But by signing up and then doing nothing, you sell the pass. Labour was uniquely qualified to confront the deliberate falsehoods trumpeted about the NHS – the absurd claims of massive financial dividends to offset the loss of doctors
and nurses already packing their bags – and it failed. Throughout that campaign, the Labour leadership was invisible, or worse.

At present, there is a huge vacuum on the centre left, represented in substantial part by an angry 48 per cent of the electorate who rejected Brexit and the lies on which it was based. Politics, like nature, abhors a vacuum. There is no sign from Labour that the issue is even to be addressed, let alone actively campaigned on. The Labour leadership has signed up to Brexit and, in doing so, rejected the principles of international co-operation that Europe has fostered for half a century. That is not a place I want to be.

The failure to work with, or even acknowledge, other political parties is doctrinaire lunacy. And it will end very badly, I think. The centre left has an obligation to coalesce, and to renege on that obligation is reneging on responsibility. Not to sit on the same platform as other parties during the Brexit debate is an absurd statement of political purity, which has no place at all in modern politics.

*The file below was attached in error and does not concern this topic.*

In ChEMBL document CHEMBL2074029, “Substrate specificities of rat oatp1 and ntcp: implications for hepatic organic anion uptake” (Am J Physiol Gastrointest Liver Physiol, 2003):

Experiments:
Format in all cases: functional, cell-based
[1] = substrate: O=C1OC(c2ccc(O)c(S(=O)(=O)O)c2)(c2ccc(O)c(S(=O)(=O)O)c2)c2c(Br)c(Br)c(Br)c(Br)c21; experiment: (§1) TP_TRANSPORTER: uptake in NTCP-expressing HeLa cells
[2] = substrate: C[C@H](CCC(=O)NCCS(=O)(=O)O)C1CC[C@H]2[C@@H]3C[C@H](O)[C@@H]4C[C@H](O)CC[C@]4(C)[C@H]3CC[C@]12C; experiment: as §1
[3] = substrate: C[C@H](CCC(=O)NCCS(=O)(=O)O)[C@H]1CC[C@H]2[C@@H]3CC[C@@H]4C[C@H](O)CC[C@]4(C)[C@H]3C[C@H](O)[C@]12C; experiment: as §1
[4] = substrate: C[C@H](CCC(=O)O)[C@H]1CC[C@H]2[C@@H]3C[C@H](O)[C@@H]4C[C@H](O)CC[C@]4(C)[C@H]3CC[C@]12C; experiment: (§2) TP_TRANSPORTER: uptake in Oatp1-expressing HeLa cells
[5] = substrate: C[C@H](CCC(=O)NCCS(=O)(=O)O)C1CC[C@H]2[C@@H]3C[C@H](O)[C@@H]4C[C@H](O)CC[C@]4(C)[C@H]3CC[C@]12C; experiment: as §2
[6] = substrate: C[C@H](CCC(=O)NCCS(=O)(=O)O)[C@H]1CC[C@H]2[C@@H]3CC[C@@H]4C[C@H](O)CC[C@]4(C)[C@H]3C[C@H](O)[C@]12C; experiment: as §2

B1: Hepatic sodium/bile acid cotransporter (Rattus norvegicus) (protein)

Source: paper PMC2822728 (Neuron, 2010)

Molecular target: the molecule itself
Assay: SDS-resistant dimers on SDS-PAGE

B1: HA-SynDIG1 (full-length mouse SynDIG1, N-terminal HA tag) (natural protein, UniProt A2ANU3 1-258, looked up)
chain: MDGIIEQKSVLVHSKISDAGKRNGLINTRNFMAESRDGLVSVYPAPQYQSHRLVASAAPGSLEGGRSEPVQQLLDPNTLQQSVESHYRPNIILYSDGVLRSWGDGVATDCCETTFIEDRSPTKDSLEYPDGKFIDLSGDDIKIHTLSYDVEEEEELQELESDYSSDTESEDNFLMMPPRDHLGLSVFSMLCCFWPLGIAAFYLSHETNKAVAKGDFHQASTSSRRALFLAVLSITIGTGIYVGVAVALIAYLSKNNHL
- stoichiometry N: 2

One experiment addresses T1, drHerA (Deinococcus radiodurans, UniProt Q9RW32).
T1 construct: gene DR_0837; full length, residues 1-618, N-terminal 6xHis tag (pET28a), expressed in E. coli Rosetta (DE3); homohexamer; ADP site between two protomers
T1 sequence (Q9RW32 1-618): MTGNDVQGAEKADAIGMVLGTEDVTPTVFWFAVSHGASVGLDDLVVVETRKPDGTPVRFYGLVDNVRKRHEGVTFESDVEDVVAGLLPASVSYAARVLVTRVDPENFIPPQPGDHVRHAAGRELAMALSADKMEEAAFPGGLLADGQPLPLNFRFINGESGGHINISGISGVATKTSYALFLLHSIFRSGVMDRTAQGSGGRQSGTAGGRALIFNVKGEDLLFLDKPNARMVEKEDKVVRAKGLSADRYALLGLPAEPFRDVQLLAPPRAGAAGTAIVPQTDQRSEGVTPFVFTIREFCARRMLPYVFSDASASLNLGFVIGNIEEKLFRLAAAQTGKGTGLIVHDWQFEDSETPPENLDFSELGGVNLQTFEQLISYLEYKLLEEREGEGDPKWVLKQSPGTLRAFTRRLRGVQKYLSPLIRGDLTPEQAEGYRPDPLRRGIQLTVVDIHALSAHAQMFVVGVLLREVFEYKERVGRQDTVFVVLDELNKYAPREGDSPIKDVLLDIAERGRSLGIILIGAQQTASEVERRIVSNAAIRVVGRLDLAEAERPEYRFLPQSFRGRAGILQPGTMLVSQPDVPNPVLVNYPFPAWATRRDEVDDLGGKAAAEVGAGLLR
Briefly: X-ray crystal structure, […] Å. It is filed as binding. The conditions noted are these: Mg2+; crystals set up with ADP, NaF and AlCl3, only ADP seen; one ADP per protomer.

The Liberal Democrats have grasped the political challenges of the 21st century as surely as their predecessors in the Liberal Party failed to comprehend those that faced the world a century ago. For that reason, I will sign up and do my best to lend support in my political dotage. After nearly 50 years as a Labour man, I do so with a heavy heart – but at least with some radical hope for my grandchildren.

Bob Marshall-Andrews was the Labour MP for Medway from 1997 to 2010.

As told to Anoosh Chakelian.

This article first appeared in the 27 April 2017 issue of the New Statesman, Cool Britannia 20 Years On